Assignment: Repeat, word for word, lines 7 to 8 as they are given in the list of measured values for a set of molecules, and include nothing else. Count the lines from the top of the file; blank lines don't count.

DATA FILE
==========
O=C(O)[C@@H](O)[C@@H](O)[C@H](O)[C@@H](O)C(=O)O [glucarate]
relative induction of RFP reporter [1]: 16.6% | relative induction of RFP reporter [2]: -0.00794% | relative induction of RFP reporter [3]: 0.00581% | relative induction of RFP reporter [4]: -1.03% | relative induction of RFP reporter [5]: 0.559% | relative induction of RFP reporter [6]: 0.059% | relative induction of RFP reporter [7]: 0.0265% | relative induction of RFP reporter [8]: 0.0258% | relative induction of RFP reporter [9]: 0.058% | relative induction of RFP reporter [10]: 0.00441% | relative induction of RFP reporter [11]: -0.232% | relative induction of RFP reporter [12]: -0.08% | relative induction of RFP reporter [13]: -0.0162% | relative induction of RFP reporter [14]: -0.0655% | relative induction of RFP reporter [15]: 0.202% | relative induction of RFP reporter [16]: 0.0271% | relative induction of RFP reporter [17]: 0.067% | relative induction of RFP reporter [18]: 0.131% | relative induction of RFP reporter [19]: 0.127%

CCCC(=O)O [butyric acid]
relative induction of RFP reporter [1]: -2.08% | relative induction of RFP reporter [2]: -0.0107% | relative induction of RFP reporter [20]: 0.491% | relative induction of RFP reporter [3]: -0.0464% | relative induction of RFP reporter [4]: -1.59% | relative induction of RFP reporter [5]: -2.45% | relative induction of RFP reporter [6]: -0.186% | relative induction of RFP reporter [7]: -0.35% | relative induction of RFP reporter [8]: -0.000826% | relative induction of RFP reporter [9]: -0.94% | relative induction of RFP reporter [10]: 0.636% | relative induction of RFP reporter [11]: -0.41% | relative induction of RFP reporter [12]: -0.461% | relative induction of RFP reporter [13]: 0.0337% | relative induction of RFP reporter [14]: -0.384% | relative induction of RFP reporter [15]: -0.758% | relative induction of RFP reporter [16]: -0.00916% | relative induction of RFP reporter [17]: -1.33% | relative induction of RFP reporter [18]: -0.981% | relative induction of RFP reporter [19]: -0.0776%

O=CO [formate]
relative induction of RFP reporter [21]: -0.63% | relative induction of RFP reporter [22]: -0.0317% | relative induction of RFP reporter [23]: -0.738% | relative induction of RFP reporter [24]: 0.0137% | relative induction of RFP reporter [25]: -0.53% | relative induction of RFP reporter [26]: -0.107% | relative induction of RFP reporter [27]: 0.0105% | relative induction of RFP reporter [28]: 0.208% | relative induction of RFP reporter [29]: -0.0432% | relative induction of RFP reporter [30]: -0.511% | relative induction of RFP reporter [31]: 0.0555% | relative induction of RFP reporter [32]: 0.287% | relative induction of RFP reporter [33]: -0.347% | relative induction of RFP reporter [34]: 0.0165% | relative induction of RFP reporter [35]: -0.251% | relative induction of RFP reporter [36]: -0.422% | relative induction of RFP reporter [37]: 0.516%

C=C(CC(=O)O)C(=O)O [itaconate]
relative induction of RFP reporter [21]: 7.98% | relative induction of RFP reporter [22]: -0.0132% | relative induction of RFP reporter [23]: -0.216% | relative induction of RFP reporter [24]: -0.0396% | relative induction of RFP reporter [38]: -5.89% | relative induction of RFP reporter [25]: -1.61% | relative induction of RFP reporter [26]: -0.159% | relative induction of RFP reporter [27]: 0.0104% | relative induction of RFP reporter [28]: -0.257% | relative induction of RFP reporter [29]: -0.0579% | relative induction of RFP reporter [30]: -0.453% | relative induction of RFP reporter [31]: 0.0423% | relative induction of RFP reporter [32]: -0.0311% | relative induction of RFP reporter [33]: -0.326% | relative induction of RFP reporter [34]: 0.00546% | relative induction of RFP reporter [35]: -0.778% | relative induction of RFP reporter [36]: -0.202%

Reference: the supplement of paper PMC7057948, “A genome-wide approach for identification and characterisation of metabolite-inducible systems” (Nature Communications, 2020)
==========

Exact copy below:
C=C(CC(=O)O)C(=O)O [itaconate]
relative induction of RFP reporter [21]: 7.98% | relative induction of RFP reporter [22]: -0.0132% | relative induction of RFP reporter [23]: -0.216% | relative induction of RFP reporter [24]: -0.0396% | relative induction of RFP reporter [38]: -5.89% | relative induction of RFP reporter [25]: -1.61% | relative induction of RFP reporter [26]: -0.159% | relative induction of RFP reporter [27]: 0.0104% | relative induction of RFP reporter [28]: -0.257% | relative induction of RFP reporter [29]: -0.0579% | relative induction of RFP reporter [30]: -0.453% | relative induction of RFP reporter [31]: 0.0423% | relative induction of RFP reporter [32]: -0.0311% | relative induction of RFP reporter [33]: -0.326% | relative induction of RFP reporter [34]: 0.00546% | relative induction of RFP reporter [35]: -0.778% | relative induction of RFP reporter [36]: -0.202%